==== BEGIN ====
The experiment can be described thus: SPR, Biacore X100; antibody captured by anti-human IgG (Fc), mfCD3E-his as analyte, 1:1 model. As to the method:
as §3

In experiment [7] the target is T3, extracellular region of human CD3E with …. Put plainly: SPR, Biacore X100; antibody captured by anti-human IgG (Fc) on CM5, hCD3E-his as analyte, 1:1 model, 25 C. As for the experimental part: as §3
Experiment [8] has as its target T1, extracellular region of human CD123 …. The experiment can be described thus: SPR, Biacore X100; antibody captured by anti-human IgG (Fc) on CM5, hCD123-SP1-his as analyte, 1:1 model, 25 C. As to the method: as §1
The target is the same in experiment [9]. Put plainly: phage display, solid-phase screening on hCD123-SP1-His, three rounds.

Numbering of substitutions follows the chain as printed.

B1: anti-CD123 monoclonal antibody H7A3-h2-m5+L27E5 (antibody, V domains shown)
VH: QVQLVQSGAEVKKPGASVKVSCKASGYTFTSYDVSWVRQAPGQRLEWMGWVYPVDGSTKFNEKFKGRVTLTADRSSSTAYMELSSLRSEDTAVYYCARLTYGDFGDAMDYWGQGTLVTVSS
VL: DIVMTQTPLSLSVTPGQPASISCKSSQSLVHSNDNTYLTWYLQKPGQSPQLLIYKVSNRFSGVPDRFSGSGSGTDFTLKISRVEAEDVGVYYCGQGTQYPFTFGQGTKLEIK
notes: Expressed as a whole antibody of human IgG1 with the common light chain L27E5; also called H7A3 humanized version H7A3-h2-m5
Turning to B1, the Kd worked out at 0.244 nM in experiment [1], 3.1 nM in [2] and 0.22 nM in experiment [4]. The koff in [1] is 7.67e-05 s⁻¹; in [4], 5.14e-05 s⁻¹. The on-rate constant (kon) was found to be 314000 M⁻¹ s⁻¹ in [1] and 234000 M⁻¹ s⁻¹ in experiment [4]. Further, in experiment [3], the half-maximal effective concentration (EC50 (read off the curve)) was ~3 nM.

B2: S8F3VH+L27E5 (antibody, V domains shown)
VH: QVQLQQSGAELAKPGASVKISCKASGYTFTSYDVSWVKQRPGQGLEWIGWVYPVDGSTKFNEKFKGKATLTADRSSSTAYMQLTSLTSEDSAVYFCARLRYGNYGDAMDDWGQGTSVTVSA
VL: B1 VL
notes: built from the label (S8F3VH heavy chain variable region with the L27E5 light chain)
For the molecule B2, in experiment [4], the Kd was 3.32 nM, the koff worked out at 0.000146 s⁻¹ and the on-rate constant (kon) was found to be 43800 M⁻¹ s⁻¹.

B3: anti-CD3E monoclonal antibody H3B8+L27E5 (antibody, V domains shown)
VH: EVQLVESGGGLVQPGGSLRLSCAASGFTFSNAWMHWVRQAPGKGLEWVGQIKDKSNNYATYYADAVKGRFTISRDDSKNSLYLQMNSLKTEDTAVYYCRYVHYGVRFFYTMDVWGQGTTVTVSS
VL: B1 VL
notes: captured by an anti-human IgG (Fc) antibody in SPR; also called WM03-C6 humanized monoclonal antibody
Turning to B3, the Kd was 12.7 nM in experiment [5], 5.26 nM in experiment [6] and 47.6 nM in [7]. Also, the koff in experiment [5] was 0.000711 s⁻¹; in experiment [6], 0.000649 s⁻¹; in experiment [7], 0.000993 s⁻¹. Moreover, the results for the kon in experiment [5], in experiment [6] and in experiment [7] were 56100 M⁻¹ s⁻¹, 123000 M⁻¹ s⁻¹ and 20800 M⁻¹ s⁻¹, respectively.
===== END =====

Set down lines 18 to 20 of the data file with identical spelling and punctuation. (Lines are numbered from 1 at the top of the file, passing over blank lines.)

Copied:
VH: EVQLVESGGGLVQPGGSLRLSCAASGFTFSNAWMHWVRQAPGKGLEWVGQIKDKSNNYATYYADAVKGRFTISRDDSKNSLYLQMNSLKTEDTAVYYCRYVHYGVRFFYTMDVWGQGTTVTVSS
VL: B1 VL
notes: captured by an anti-human IgG (Fc) antibody in SPR; also called WM03-C6 humanized monoclonal antibody